Matt is the former News Editor for The Next Web. You can follow him on Twitter, subscribe to his updates on Facebook and catch up with him Matt is the former News Editor for The Next Web. You can follow him on Twitter, subscribe to his updates on Facebook and catch up with him on Google+.
The first injunction to explicitly ban the publication of information on Twitter and Facebook was issued yesterday, protecting a mother who wants to withdraw life support from her critically-ill daughter.
The Court of Protection’s ruling, reported by The Telegraph, is thought to be the first of its kind and prevents traditional press outlets from identifying the woman, her relatives and people close to her, a total of 65 individuals. Information will not be allowed to be spread by social networks and keeps reporters from going within 164 feet of the care home where the woman resides.
The ruling comes after the publication of information on so-called Super Injunctions, gagging orders taken out by celebrities and high-profile sports-stars for large sums of money, which prevented the media – even those involved – from revealing their identities in connection with certain events.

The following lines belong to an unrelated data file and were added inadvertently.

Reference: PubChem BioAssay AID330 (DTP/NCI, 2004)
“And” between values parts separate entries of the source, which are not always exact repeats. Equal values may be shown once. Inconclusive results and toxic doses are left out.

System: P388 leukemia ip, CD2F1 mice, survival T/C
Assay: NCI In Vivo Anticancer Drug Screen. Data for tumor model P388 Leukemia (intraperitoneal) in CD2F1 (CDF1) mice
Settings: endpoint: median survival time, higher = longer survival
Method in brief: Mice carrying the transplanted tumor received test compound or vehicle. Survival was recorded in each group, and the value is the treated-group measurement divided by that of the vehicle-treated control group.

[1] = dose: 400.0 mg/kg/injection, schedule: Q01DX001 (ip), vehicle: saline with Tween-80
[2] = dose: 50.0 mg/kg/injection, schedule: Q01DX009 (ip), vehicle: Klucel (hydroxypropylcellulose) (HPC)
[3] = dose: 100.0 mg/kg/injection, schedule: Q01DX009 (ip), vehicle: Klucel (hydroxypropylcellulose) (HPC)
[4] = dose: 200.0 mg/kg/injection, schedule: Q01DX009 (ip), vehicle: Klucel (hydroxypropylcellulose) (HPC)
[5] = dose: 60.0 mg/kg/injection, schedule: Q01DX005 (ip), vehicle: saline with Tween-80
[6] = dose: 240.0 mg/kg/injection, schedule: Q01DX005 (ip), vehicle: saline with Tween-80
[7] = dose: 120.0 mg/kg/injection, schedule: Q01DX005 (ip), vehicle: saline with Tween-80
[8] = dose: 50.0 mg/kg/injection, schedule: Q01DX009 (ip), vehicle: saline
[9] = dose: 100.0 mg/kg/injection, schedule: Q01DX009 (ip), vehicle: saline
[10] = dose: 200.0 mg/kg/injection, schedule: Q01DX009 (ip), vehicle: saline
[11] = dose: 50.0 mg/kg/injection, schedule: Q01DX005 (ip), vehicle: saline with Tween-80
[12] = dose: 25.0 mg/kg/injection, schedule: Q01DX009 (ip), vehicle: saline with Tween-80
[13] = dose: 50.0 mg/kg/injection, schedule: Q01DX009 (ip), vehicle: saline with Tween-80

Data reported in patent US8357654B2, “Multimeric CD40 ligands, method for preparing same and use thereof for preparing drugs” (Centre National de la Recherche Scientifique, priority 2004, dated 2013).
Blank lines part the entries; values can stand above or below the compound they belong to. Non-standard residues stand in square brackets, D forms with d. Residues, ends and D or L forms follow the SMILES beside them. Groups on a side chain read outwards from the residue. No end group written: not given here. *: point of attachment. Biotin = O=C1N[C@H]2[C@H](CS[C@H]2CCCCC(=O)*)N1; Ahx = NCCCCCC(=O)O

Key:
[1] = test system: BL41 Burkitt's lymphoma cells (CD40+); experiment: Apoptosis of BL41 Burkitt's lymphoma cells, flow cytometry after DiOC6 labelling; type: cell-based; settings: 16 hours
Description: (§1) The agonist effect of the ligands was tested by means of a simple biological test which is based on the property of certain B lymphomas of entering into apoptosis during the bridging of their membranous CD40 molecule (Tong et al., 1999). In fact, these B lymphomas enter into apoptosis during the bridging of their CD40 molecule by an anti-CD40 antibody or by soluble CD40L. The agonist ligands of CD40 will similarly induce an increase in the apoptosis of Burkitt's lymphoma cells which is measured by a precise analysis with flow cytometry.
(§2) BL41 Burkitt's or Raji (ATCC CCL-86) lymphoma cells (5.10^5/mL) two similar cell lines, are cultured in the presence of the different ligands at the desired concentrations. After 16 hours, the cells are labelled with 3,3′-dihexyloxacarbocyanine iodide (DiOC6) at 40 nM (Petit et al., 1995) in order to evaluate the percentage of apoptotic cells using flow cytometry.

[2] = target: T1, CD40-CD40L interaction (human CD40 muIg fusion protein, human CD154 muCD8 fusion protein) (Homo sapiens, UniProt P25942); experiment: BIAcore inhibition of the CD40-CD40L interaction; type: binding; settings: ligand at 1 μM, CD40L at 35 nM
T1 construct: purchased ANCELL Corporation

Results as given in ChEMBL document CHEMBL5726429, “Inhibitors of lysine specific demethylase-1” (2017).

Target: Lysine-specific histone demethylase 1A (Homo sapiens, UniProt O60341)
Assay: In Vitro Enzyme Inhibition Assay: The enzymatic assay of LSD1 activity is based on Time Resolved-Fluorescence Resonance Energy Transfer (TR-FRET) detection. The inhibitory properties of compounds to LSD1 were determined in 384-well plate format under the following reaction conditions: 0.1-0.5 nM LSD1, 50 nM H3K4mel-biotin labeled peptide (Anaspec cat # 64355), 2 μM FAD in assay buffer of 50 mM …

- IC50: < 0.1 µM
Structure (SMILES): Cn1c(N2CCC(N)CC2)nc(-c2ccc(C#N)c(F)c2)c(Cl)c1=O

The new injunction restricts the publishing of the woman’s identity in “any newspaper, magazine, public computer network, internet site, social network or media including Twitter or Facebook, sound or television broadcast or cable or satellite programme service”. The 43-year old woman -referred only to as “M” – was admitted to hospital over eight years ago, suffering from encephalitis (swelling of the brain). She has since remained in a “minimally conscious state”.
Details on how the injunction will be enforced are not known, with it thought to be increasingly difficult considering Twitter does not currently have a UK base of operations.
With the mother applying for treatment and medical support to be withdrawn, a full hearing will be held in July.
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